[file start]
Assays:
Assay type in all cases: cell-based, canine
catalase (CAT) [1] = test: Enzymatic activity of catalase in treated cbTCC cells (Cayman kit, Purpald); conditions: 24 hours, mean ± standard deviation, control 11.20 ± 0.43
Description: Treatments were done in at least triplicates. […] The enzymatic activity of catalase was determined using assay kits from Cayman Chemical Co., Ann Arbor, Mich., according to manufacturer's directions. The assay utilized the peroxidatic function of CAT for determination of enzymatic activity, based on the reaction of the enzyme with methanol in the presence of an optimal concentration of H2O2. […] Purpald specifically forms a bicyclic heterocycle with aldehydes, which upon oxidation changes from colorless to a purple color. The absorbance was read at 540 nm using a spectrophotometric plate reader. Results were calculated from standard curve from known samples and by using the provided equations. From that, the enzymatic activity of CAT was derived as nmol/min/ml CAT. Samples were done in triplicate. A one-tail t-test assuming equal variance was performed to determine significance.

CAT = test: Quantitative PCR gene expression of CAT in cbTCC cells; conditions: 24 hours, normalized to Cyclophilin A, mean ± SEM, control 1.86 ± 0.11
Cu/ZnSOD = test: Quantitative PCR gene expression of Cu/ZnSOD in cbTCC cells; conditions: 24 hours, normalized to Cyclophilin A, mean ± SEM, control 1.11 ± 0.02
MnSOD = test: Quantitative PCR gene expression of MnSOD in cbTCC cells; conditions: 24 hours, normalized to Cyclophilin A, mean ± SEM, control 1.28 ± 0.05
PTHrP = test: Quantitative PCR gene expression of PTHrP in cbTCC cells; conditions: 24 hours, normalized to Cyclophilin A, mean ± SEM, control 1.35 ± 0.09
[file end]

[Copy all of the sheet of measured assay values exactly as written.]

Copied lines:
Assays:
Assay type in all cases: cell-based, canine
catalase (CAT) [1] = test: Enzymatic activity of catalase in treated cbTCC cells (Cayman kit, Purpald); conditions: 24 hours, mean ± standard deviation, control 11.20 ± 0.43
Description: Treatments were done in at least triplicates. […] The enzymatic activity of catalase was determined using assay kits from Cayman Chemical Co., Ann Arbor, Mich., according to manufacturer's directions. The assay utilized the peroxidatic function of CAT for determination of enzymatic activity, based on the reaction of the enzyme with methanol in the presence of an optimal concentration of H2O2. […] Purpald specifically forms a bicyclic heterocycle with aldehydes, which upon oxidation changes from colorless to a purple color. The absorbance was read at 540 nm using a spectrophotometric plate reader. Results were calculated from standard curve from known samples and by using the provided equations. From that, the enzymatic activity of CAT was derived as nmol/min/ml CAT. Samples were done in triplicate. A one-tail t-test assuming equal variance was performed to determine significance.

CAT = test: Quantitative PCR gene expression of CAT in cbTCC cells; conditions: 24 hours, normalized to Cyclophilin A, mean ± SEM, control 1.86 ± 0.11
Cu/ZnSOD = test: Quantitative PCR gene expression of Cu/ZnSOD in cbTCC cells; conditions: 24 hours, normalized to Cyclophilin A, mean ± SEM, control 1.11 ± 0.02
MnSOD = test: Quantitative PCR gene expression of MnSOD in cbTCC cells; conditions: 24 hours, normalized to Cyclophilin A, mean ± SEM, control 1.28 ± 0.05
PTHrP = test: Quantitative PCR gene expression of PTHrP in cbTCC cells; conditions: 24 hours, normalized to Cyclophilin A, mean ± SEM, control 1.35 ± 0.09